Finally, some conversions could involve the contribution of the value of a practice’s depreciated assets and goodwill related to its vascular access service line to a newly organized limited liability company, professional limited liability company or S-corporation that will operate as the Medicare-certified ASC, while others may continue to operate the ASC as a part of their practice. It is therefore critical for a practice to involve its accountant or tax advisors when considering whether such a conversion may be accomplished on a tax-free or tax-advantaged basis.

Depending upon a practice’s organizational structure, other special tax issues, such as built-in gains (BIG) tax should also be considered if a sale of the ASC is contemplated within a period of time after the conversion. The BIG tax is an entity-level tax on an S corporation that was formerly a C corporation or received assets from a C corporation, and later disposes of the assets that had built-in gain when owned by the C corporation in a taxable sale or exchange during a 10-year period beginning when a C corporation converts to an S corporation, or when an S corporation receives assets from a C corporation. The built-in gains tax is imposed at the highest corporate rate.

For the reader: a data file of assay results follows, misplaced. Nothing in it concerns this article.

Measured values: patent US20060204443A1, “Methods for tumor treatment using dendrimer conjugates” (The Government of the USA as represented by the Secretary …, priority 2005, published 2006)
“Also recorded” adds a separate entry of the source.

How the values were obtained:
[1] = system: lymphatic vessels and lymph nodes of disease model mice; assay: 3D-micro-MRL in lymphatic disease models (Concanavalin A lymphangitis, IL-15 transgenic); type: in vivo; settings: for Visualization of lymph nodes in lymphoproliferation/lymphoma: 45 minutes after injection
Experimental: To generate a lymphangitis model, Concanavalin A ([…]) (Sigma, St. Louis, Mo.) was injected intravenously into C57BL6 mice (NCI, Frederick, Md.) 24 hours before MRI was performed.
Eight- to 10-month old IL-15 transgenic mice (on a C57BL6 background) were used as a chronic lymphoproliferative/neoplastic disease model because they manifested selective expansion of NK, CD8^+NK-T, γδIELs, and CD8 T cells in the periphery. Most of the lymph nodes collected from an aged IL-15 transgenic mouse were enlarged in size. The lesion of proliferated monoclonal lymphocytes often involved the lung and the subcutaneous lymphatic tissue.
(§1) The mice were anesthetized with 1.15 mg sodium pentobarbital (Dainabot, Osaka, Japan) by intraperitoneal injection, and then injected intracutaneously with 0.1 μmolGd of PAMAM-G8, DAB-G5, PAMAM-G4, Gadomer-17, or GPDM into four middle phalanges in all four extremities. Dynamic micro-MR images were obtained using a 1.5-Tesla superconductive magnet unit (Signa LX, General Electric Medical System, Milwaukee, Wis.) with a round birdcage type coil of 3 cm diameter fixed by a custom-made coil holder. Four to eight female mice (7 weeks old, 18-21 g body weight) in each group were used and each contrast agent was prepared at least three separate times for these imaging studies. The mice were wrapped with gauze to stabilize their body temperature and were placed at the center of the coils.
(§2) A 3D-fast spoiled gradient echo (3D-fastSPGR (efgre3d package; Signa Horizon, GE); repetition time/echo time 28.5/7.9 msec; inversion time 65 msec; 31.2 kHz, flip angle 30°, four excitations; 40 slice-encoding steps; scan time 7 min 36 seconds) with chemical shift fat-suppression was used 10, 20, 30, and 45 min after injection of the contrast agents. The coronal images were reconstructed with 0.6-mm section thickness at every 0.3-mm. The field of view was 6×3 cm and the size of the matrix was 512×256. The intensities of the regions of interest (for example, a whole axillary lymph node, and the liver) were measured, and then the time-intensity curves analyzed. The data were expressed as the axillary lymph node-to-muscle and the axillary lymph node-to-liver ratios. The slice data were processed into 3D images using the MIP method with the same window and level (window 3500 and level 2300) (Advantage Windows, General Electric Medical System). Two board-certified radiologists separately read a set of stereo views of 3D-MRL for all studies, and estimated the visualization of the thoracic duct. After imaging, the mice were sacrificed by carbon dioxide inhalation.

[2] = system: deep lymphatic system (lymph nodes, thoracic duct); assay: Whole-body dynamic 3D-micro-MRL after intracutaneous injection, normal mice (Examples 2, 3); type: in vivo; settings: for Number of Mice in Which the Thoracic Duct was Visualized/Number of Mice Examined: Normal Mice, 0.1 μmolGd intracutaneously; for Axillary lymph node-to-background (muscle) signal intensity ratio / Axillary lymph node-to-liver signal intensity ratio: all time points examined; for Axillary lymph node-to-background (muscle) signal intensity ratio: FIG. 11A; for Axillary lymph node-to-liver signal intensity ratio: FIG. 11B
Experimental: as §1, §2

In light of the likelihood that CMS’s site-neutral payments policies are likely to create a more level financial playing field in coming years, regardless of the setting in which dialysis vascular access services are offered, providers may wish to consider whether converting a practice-based VAC into an ASC can be accomplished in a way that achieves the dual goals of enhancing patient choice, value and safety, while ensuring that such a conversion may be accomplished in a timely and cost-effective manner in compliance with applicable laws.